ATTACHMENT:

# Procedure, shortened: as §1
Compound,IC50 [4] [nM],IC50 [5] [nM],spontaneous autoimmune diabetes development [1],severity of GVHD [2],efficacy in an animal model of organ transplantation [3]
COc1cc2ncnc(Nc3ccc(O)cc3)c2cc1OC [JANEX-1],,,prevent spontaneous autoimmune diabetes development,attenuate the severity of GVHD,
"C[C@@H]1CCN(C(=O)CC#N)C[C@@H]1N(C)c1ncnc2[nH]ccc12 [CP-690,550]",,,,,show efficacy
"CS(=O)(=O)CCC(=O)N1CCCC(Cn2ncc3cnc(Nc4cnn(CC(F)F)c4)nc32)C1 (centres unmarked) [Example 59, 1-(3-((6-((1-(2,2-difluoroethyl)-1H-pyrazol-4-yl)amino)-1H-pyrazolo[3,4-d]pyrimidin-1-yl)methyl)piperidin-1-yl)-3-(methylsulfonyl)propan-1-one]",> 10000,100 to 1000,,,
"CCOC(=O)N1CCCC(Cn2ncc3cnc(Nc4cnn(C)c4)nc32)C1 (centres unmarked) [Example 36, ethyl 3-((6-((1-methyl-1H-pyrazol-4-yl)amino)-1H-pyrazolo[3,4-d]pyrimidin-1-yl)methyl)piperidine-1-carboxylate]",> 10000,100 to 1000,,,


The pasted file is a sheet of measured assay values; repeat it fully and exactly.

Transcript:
# Procedure, shortened: as §1
Compound,IC50 [4] [nM],IC50 [5] [nM],spontaneous autoimmune diabetes development [1],severity of GVHD [2],efficacy in an animal model of organ transplantation [3]
COc1cc2ncnc(Nc3ccc(O)cc3)c2cc1OC [JANEX-1],,,prevent spontaneous autoimmune diabetes development,attenuate the severity of GVHD,
"C[C@@H]1CCN(C(=O)CC#N)C[C@@H]1N(C)c1ncnc2[nH]ccc12 [CP-690,550]",,,,,show efficacy
"CS(=O)(=O)CCC(=O)N1CCCC(Cn2ncc3cnc(Nc4cnn(CC(F)F)c4)nc32)C1 (centres unmarked) [Example 59, 1-(3-((6-((1-(2,2-difluoroethyl)-1H-pyrazol-4-yl)amino)-1H-pyrazolo[3,4-d]pyrimidin-1-yl)methyl)piperidin-1-yl)-3-(methylsulfonyl)propan-1-one]",> 10000,100 to 1000,,,
"CCOC(=O)N1CCCC(Cn2ncc3cnc(Nc4cnn(C)c4)nc32)C1 (centres unmarked) [Example 36, ethyl 3-((6-((1-methyl-1H-pyrazol-4-yl)amino)-1H-pyrazolo[3,4-d]pyrimidin-1-yl)methyl)piperidine-1-carboxylate]",> 10000,100 to 1000,,,